A maybe less known and visited, but by no means less interesting, tourist attraction of the south west France is formed by the chain of water and wind mills scattered all over the region.
Visiting the old mills of the south west regions of France can be an interesting tour idea (especially by bike!).
Not in use anymore, the mills are decorating the hills and rivers of the French countryside, testimony to the life the way it was in century past.
Many mills are restored to their original shape and are functioning mostly for history educational purposes by local associations created around them – usually called “friends of the mill”. The mills form now a part of the local heritage.
Each year two events are dedicated to the mills and their related trades in May and June: the “European Day of Mills” in May and “France’s Countryside Heritage and Mill Days” held in June (June 15th, 16th 2013). A little bit of history
Historically the watermills were the first ones invented. They appeared around the 3rd century BC in Greece. The water powered grinding technology was developed later by Romans who built true watermill complexes – the biggest of which that can still be seen being the Barbegal aqueduct and mill located on the territory of the commune of Fontvieille, near the town of Arles, in southern France. The complex has been referred to as “the greatest known concentration of mechanical power in the ancient world”.
The windmills were invented also by Greeks but in the 1st century AD. Traditionally they were used –as were the watermills – for grains grinding but throughout the centuries their use extended to water pumping for drainage of for bringing ground water to the surface.
The first windmill of France recorded by the archives is that of Saint-Sauveur-le-Vicomte in Normandy. It dates from 1180.
At the peak of their times, before the advent of the technological revolution, there was an estimated number of 200,000 wind-powered mills in Europe compared with 500,000 watermills. Touring the mills around Toulouse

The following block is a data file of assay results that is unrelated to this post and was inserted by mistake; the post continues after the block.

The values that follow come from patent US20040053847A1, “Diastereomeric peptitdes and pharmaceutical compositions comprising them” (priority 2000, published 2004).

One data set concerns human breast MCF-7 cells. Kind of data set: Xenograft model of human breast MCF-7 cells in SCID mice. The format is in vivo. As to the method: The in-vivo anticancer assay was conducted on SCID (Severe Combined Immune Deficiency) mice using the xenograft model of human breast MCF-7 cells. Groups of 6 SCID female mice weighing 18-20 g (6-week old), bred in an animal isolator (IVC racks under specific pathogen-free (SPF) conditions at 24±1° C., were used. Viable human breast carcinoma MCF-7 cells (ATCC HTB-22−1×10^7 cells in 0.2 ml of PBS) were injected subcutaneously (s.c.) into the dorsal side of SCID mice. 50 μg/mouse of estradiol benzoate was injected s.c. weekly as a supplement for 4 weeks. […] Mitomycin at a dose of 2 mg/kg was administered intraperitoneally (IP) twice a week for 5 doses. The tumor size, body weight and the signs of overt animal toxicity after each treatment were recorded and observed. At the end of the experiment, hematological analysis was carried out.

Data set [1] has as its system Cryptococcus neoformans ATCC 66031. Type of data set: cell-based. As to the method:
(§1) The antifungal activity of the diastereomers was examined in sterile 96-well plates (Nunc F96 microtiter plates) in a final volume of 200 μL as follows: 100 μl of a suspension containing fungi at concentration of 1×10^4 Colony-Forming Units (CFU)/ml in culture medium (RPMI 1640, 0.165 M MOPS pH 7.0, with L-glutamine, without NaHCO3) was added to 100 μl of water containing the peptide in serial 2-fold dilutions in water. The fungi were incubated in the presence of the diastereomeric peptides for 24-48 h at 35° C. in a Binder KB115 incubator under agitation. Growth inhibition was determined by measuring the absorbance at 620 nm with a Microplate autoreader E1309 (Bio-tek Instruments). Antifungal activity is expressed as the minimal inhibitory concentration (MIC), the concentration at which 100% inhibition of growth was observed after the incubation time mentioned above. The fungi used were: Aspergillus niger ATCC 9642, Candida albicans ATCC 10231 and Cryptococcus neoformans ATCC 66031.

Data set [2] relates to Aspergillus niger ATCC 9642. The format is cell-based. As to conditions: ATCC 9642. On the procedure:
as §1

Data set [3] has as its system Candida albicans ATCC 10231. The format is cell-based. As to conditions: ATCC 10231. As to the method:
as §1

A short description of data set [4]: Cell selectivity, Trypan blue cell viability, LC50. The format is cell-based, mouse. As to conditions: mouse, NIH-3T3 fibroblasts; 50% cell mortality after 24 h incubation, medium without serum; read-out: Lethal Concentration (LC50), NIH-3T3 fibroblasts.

Around Toulouse one can visit at least 4 beautifully preserved mills.
The watermill of Saint Orens (Quint Cayras)(on the east side of Toulouse). The attractiveness of this mill that is not in function anymore is … the enthusiasm of its current owner that not only lives in the house above the river but opens it each Sunday from 10am to 12pm and from 2pm to 6pm and shares with the visitors her outstanding knowledge of region’s mill history. The Quint Cayras watermill dates from the early 17th century. /li>
The Montbrun Lauragais windmill dates from 1680 and is listed as a Historic Monument. The windmil’sl high location offers a beautiful panorama of the surrounding Lauragais region up to the Montagne Noire range.
The windmill is open to the public from mid-July to late August every Thursday (4:30 pm-7pm) and Sunday (3pm-7pm) and some Sundays from May to September. It is open to groups all year by reservation. It offers flour making demonstrations, exhibitions, books etc. Phone: 05 34 66 25 94
Nailloux Colaursud windmill – with its 6 sails and red painted walls it is the most flamboyant of all the old mills. It is open Saturday and Sundays from 11am to 1pm and from 2pm to 6pm. Phone: 05 34 66 97 98
Saint Lys Windmill called also the mill of “Bélard” from the name of its last miller dates from 1626. It is wonderfully restored and recreates in front of its visitors the work of wheat grinding as it was done in ancient times.
Can be visited entrance free: each Sunday from 3pm to 6 pm from June to September and from 2:30pm t 5:30pm from October to May. Web site: http://moulindesaintlys.perso.sfr.fr/topic/index.html
Other mills in Haute-Garonne department of Toulouse:
Saint Beat village windmill, in the heart of the Pyrenees Mountains. The mill is entirely renovated and displays also a collection of 19th century cooking utensils. For opening hours contact the Tourist Office at: +33 (0)5 61 79 45 98
Brignemont village windmill – The mill built in 1740 is listed as a historic monument. For more information go to its: web site
Montesquieu Volvestre watermill built in 1450. For more info contact Mr. MEDALE at: 05 61 90 40 16
Hi, I am Carla. I am living and working in the beautiful city of Toulouse, France.
I like history, travel and... the southwest of France and try to share through this blog information about events that might be of interest to the travelers to this part of the world!